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What are some key protective factors for child mental health and wellbeing?
Research has identified a range of different factors that can support resilience and wellbeing in young children during challenging times. Below are some areas where supports can have a positive impact.
Research consistently identifies good sleep as essential for wellbeing. Children who get good sleep have been shown to be less impacted by loneliness. Children with autism commonly experience sleep problems and may benefit from extra support with sleep routines.
Staying active can help children manage feelings of stress and supports their emotional wellbeing. Taking the time to head outside for a walk, run or ride each day will have positive impacts on their emotions and behaviour, while also providing them with lots of learning opportunities as they explore and interact with the environment around them. Daily walks may also be a great time to practice mindfulness and to appreciate the many little things along the way.
Active play at home also plays an important role in helping children meet their energy, emotional
and social needs. Activities such as running around the backyard, dancing, playing catch and
jumping are just some of the ways you can keep your child active.
NAB AFL Auskick provide ideas for keeping young ones active via their twitter account. For strategies to help a child with a disability or developmental challenge to stay active visit AllPlay Dance and AllPlay Footy.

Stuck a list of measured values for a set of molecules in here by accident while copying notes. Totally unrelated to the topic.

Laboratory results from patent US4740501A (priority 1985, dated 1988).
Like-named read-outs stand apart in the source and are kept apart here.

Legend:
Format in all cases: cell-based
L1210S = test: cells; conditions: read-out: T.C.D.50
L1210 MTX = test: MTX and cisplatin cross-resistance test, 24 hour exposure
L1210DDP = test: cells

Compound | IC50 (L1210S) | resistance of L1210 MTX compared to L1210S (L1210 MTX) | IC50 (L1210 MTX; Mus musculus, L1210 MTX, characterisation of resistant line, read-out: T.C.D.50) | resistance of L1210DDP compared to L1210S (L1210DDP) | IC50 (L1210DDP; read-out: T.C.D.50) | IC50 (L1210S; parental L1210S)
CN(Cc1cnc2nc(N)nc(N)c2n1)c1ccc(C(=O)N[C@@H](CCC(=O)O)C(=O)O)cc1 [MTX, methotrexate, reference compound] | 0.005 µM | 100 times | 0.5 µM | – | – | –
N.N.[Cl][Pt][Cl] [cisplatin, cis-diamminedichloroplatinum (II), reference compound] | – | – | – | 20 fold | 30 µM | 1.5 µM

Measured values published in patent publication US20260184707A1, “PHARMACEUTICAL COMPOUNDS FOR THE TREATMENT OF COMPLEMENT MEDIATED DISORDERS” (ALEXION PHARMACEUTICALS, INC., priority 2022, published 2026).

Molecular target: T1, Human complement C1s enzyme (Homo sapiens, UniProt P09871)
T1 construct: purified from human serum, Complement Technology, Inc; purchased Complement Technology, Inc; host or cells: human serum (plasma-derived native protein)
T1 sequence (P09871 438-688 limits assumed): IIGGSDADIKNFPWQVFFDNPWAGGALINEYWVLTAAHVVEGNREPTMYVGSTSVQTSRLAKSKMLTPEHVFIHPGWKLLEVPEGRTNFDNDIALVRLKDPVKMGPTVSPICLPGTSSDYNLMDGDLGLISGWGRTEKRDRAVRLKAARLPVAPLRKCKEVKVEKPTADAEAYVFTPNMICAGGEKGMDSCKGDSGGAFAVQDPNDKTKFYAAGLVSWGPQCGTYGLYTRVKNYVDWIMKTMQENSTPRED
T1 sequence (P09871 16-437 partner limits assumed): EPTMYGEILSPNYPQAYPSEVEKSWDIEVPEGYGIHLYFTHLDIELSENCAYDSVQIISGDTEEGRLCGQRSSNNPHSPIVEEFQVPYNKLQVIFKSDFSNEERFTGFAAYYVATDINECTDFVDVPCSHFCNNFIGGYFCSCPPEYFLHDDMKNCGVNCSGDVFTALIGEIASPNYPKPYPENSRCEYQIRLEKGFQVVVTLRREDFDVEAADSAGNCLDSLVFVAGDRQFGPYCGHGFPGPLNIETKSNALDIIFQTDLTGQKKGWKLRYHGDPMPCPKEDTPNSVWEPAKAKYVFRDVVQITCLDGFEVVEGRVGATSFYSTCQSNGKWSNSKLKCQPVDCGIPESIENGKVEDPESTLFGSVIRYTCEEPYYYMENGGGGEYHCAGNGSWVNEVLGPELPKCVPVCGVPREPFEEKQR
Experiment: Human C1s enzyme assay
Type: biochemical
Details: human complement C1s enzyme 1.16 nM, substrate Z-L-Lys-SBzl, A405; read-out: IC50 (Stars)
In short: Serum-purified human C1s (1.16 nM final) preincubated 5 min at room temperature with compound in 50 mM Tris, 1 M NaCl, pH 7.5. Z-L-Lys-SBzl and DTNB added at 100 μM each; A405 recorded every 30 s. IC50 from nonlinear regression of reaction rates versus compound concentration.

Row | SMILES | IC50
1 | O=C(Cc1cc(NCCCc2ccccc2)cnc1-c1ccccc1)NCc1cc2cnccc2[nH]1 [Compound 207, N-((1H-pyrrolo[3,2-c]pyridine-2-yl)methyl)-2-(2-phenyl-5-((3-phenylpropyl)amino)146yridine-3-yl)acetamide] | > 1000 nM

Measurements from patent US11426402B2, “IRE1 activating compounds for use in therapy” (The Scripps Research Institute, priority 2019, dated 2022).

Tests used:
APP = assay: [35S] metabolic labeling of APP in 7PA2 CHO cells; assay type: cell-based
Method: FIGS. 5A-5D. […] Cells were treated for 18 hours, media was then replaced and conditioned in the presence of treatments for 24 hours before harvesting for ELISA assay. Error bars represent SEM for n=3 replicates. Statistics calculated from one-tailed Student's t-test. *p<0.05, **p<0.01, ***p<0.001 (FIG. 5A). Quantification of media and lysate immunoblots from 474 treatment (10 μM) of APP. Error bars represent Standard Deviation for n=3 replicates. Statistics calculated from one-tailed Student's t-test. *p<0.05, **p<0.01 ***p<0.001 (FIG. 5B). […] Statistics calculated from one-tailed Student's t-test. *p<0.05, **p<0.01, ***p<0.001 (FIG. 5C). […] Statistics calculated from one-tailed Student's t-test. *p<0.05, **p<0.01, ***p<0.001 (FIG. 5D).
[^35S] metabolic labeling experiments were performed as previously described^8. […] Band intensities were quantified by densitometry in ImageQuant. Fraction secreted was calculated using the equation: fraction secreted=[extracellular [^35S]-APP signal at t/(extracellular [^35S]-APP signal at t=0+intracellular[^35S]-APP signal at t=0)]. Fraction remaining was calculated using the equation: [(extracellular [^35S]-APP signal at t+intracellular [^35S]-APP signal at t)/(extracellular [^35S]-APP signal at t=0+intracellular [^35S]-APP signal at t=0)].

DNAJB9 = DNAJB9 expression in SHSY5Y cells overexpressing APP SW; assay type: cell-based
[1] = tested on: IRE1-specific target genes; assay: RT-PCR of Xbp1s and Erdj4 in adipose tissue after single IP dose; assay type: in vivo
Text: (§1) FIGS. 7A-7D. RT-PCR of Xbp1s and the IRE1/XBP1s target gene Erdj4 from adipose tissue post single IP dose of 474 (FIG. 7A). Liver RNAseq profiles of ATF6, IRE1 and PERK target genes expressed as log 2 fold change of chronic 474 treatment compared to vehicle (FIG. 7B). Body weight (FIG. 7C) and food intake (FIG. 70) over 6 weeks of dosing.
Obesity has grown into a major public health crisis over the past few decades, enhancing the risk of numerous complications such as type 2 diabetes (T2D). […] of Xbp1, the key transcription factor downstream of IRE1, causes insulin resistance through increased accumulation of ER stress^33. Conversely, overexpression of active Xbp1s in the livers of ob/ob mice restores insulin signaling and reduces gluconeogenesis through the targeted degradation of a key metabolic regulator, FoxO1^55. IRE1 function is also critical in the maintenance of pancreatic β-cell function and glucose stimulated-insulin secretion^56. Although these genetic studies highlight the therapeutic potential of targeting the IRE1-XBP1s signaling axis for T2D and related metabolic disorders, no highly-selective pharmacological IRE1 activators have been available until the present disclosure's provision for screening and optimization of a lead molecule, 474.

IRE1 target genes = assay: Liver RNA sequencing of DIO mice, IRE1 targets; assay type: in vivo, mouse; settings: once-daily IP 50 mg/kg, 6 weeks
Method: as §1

Healthy eating is linked with better mental wellbeing in children and adults. Some children may be picky eaters – for example, some children with autism may avoid specific foods due to sensory sensitivities. If your child finds eating a range of healthy foods challenging, you can read more about how to support your child here or seek support from your child’s GP/paediatrician or allied health practitioners.
Warm and supportive parenting
Having caring and supportive caregivers can help children thrive when faced with adversities
(including family financial stress, health challenges, and trauma). Your relationship with your child
can make a big difference, no matter what your family might be facing during this time. Providing
physical reassurance (e.g. cuddles) and positive affirmation, and setting boundaries using a friendly
tone, can help your child feel safe during this time.
Being available to talk to your children about emotions is also important. Warm and supportive parenting can help children with learning to identify, express and regulate their emotions. Families can use AllPlay Learn emotion cards, or you could practice mindfulness or relaxation breathing together. Experiencing difficulties when trying to solve a problem can often cause frustration or outbursts. Our problem-solving guide for young children is a great tool for helping children to understand their difficulties whilst brainstorming potential solutions.
During times of stress, it is critical for young children to have periods in the day where they can
engage in play. Play is important for the physical, emotional, social and cognitive development of
children. It is through play that they develop creativity and imagination, make sense of the world
around them, learn to express and regulate their emotions, and develop their motor skills
(movement skills). Experience Victoria provides an excellent curation of activities you can do at home to get you started.
For more information about supporting play during COVID-19, visit Emerging Minds.